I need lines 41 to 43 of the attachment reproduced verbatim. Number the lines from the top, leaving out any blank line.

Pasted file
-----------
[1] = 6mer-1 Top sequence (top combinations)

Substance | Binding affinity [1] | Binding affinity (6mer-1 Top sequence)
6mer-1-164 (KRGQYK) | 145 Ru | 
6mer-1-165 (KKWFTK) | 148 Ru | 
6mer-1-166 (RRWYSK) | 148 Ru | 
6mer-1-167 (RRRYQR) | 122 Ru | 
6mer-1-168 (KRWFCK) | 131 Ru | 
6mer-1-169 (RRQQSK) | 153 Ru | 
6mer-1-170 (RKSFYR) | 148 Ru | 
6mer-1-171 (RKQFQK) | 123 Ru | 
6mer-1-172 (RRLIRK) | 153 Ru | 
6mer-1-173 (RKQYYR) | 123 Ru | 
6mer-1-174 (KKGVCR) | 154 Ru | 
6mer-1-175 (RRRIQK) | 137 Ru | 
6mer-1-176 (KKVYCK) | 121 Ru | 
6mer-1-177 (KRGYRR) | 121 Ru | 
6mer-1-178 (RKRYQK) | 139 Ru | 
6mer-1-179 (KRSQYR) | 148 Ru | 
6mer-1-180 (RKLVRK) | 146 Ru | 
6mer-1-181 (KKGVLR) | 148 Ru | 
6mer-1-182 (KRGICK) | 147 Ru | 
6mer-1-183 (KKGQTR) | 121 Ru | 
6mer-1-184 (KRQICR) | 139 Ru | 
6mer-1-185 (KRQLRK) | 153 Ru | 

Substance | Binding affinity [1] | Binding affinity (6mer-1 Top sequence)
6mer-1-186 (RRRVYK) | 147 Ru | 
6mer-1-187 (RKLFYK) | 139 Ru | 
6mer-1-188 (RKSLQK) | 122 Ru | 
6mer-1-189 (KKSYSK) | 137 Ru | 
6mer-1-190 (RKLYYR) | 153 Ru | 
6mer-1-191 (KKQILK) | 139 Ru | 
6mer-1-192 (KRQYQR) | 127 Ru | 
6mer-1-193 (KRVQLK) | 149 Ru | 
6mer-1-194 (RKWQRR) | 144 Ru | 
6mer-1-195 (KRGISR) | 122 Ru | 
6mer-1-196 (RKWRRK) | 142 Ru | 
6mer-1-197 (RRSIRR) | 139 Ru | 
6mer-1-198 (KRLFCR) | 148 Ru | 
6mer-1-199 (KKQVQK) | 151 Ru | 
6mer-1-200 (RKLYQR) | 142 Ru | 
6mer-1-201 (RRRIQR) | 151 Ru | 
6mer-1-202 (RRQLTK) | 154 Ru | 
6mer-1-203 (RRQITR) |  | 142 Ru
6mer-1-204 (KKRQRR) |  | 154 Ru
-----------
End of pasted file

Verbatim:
6mer-1-201 (RRRIQR) | 151 Ru | 
6mer-1-202 (RRQLTK) | 154 Ru | 
6mer-1-203 (RRQITR) |  | 142 Ru